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McAllister v. Vuich (COA – UNP 3/21/2019; RB #3867)


Michigan Court of Appeals; Docket # 339877; Unpublished
Judges Shapiro, Servitto, and Gadola; per curiam
Official Michigan Reporter Citation: Not Applicable; Link to Opinion

Exception for Occupying [§3106(1)(c)]
Exclusions for Vehicles Considered Parked [§3106(1)]


In this majority unpublished per curiam decision, the Court of Appeals affirmed the trial court’s grant of summary disposition for defendant Liberty Mutual Fire Insurance Company (Liberty) on the issues of priority, vehicle occupancy, and parked vehicle exceptions under MCL 500.3106. The Court of Appeals determined: (1) that Liberty was not required to raise priority in its first responsive pleading; (2) that plaintiff Timothy McAllister (McAllister) was not an occupant of a vehicle at the time he was injured; (3) that the parked vehicle that struck McAllister was not “involved in the accident.”

Plaintiff McAllister was injured while standing outside of a parked vehicle, owned by his fiancée, Heidi Dover. McAllister was standing in front of Dover’s vehicle, working on the protruding wiring on the vehicle’s grill, when two other vehicles collided nearby. One of the other vehicles collided with Dover’s vehicle, which then struck and injured McAllister. McAllister initiated a lawsuit naming Liberty, the insurer of Dover’s vehicle, as a co-defendant, seeking PIP benefits that he alleged were wrongfully withheld. More than one year after filing its response to plaintiff’s complaint, Liberty asserted that it was not the priority payor of PIP benefits, and moved for summary disposition, which the trial court granted.

McAllister first argues that Liberty should not have been granted summary disposition based on priority, because priority is an affirmative defense that Liberty should have raised in its first responsive pleading. The Court of Appeals disagreed, holding that not only is priority not an affirmative defense, but that Liberty was not “endeavoring to raise a ‘defense’ at all when it moved for summary disposition.” Liberty’s argument re priority was “not subject to waiver and could be raised at any time.”

McAllister argued secondly that he was an occupant of Dover’s vehicle at the time he was injured, thereby entitling him to PIP benefits from Liberty, the insurer of Dover’s vehicle. The Court of Appeals disagreed. Since Dover was standing outside the vehicle at the time he was injured, he was not an occupant of the vehicle under the no-fault act.

McAllister argued thirdly that Liberty is liable for payment of PIP benefits because it insured a vehicle involved in the accident. The Court of Appeals again disagreed, determining that Dover’s vehicle did not qualify for any of the parked vehicle exceptions under MCL 500.3106(1). The Court reasoned:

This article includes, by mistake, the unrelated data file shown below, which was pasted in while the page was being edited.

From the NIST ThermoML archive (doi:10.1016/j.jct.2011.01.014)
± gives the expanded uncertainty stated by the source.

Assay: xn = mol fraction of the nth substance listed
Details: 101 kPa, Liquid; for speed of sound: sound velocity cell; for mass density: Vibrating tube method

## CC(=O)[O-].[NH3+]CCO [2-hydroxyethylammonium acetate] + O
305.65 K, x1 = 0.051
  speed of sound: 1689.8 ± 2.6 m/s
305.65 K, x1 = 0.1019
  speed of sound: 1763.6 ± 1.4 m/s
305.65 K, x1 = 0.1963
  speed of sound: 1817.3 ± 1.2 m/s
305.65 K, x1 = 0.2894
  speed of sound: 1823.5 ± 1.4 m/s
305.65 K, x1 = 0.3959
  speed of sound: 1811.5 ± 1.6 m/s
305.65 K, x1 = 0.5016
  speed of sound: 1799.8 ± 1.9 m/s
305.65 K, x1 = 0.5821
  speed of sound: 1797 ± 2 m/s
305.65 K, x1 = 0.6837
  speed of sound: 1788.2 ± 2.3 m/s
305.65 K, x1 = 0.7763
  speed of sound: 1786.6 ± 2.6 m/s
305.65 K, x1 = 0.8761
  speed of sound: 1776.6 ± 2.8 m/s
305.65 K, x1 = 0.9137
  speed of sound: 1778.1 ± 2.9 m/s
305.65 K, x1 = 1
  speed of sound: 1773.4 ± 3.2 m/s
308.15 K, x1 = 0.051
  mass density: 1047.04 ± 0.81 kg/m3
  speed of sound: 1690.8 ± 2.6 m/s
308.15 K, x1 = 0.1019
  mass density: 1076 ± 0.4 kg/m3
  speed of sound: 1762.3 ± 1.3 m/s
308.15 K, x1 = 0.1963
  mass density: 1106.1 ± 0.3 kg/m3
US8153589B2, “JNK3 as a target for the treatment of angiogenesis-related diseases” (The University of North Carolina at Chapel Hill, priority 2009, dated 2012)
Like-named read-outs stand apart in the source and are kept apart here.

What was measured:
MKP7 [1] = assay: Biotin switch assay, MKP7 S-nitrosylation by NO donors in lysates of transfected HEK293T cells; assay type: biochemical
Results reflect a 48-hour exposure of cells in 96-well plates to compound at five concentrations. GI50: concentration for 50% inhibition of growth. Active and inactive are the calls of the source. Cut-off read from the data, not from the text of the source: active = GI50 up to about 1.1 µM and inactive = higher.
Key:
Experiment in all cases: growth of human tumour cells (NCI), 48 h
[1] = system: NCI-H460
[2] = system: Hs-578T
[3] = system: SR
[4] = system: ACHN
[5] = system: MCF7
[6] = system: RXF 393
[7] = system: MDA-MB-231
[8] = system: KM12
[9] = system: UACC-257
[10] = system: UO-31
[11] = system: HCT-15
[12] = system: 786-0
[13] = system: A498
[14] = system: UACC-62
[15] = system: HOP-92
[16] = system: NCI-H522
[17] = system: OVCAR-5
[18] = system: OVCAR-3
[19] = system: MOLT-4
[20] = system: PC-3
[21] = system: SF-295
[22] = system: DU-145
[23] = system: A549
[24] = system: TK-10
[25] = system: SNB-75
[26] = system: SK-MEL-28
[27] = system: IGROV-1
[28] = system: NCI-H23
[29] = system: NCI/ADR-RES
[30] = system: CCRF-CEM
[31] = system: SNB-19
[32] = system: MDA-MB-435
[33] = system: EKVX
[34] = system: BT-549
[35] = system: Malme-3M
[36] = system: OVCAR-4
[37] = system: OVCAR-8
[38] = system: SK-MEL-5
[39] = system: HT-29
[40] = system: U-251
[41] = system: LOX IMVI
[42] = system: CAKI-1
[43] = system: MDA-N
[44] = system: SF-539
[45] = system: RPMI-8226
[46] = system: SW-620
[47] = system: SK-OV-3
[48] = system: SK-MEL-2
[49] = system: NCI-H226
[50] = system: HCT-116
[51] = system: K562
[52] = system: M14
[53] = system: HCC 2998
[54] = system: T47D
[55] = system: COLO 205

A parked vehicle typically is not “involved in an accident” because “[i]njuries involving parked vehicles do not normally involve the vehicle as a motor vehicle.” Stewart, 471 Mich at 698. In this case, the accident involved two other vehicles. One of those vehicles then hit a stationary object that just happened to be Dover’s parked pickup truck, thereby injuring plaintiff. Plaintiff testified that he parked Dover’s pickup in a parking spot in the parking lot, turned off the ignition, and got out of the truck. There was no allegation that the pickup was parked in such a way as to cause unreasonable risk of plaintiff’s injuries. There was also no evidence that plaintiff’s injuries were a direct result of physical contact with equipment permanently mounted on the vehicle, while the equipment was being operated or used, or property being lifted onto or lowered from the vehicle in the loading or unloading process. Plaintiff also did not allege any evidence that his injuries were sustained while occupying, entering into, or alighting from the pickup. Rather, plaintiff testified that while he was standing in front of the parked pickup adjusting wires that protruded from the front of the truck, the truck driven by Vuich hit the rear passenger side of the parked pickup, causing it to spin around and hit plaintiff. The pickup therefore acted in much the same way any stationary object would and there was nothing about the fact that the object was a pickup truck that bears on the accident. Because none of the exceptions of MCL 500.3106 applies, plaintiff’s injuries did not arise out of the ownership, operation, maintenance, or use of a parked vehicle as a motor vehicle, and therefore the parked pickup truck was not “involved in the accident” within the meaning of MCL 500.3115(1).

Justice Shapiro dissented, arguing that the trial court ought to reconsider the timing of Liberty’s priority defense, in that it may have created a prejudice to plaintiff.

Michigan auto accident attorney Stephen Sinas is the lead editor of the appellate case summaries published on this site regarding the Michigan auto insurance law. To learn more about how Stephen Sinas and how the Sinas Dramis Law Firm can help you if you have been injured in a Michigan auto accident, visit

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